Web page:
At fifty-seven, Johann Sebastian Bach was at the height of his creative powers, a position he had maintained for over fifty years, ever since he started composing small works for the organ at Lüneburg.3 One can imagine him working feverishly on part IV of his Clavierübung4 with nothing but a few concerti grossi for light, only dimly aware, at the height as he was of his creative powers, that in the adjoining room his second wife was giving birth to his twenty-first child. Since there was obviously very little novelty in the situation, Bach probably barely looked up when the midwife announced that “something has been born”;5 upon seeing the child, however, the master’s initial indifference gave way to a feeling of benign antipathy, a feeling which remained constant for the eight years of life that were left to him. At the age of five, the boy still had not been given a name, and it was only after repeated exhortations by his eldest brother, Wilhelm Friedemann, that his father bestowed upon him, not a name, but—at least—three initials: P. D. Q. When Wilhelm Friedemann asked what the initials stood for, his father said they stood for nothing, which indeed could be said of P. D. Q. himself later in his life. Old Johann Sebastian added something about using up all the available names on his first twenty children, and years later P. D. Q. Bach wrote to a friend, “In all truthfulness I can say that to this day I have no idea as to what, if anything, my name represents.” In the same letter he attributed his frequent headaches to the fact that he had been christened in a shipyard rather than in a church.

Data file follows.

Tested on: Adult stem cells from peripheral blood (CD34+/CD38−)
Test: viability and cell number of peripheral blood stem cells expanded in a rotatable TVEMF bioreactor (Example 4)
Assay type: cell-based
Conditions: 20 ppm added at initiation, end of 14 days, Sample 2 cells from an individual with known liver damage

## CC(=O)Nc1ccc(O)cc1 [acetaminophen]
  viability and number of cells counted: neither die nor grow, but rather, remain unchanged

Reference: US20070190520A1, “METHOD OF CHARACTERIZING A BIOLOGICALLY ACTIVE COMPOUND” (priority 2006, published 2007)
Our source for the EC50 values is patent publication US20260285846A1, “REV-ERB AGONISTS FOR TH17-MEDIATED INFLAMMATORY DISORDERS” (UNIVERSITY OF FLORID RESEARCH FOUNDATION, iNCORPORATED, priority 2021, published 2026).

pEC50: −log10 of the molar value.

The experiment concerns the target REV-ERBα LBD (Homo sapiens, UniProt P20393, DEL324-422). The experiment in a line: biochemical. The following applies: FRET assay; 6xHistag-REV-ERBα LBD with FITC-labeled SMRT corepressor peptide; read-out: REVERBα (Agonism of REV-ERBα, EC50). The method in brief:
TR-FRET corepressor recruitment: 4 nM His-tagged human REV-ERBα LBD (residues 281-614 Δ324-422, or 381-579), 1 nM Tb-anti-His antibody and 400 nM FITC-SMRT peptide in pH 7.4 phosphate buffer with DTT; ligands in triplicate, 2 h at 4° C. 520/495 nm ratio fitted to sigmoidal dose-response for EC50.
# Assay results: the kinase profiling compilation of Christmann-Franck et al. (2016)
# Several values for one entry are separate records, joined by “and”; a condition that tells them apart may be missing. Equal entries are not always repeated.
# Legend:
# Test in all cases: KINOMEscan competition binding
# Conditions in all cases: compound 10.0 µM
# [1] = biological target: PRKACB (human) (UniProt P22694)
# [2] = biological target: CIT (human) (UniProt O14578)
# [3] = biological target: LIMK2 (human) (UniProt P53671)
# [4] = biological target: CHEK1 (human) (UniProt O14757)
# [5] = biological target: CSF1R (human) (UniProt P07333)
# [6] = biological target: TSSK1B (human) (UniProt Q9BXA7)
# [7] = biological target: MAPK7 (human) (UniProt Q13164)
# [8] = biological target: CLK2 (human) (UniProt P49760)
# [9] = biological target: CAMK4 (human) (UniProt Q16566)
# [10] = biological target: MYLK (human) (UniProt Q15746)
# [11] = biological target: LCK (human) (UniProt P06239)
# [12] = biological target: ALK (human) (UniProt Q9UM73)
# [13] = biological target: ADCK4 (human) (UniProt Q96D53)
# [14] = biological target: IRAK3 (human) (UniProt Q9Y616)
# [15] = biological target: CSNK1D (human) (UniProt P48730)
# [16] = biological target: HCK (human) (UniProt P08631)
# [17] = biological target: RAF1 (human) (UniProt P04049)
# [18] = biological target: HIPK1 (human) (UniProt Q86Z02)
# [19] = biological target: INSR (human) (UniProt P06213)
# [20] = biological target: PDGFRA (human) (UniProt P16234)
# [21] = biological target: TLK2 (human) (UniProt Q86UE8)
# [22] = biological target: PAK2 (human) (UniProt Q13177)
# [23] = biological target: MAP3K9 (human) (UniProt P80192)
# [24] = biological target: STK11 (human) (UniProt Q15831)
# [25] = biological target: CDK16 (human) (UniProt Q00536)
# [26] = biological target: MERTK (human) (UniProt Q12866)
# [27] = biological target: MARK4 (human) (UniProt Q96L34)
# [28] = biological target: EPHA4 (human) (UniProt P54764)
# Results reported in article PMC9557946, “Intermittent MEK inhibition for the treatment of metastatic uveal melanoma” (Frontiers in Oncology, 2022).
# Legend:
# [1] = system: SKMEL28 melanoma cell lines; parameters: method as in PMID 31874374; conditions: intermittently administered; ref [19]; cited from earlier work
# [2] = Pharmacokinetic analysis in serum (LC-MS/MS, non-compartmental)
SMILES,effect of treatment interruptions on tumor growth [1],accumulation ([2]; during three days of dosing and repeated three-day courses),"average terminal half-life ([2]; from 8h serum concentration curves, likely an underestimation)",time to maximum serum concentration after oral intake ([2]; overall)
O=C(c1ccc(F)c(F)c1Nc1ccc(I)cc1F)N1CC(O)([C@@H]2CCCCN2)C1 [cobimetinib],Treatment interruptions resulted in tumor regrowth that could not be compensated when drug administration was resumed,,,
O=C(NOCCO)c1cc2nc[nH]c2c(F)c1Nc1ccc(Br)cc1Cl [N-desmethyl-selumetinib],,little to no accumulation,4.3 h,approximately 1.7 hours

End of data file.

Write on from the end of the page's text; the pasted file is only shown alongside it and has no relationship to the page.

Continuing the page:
And so it was that on that cold, dark, wet night in Leipzig (at one minute after midnight, to be precise), there came into this world one of the most curious figures in the entire history of music in Western Civilization; a man who did not change the course of music one iota, a man who defined definitively the doctrine of originality through incompetence, a man who triumphed over the most staggering obstacle ever placed before a composer: absolute and utter lack of talent. In the years that followed, P. D. Q. Bach steadfastly ignored handicaps that would have sent other men into teaching or government, resulting in a body of works that is without parallel.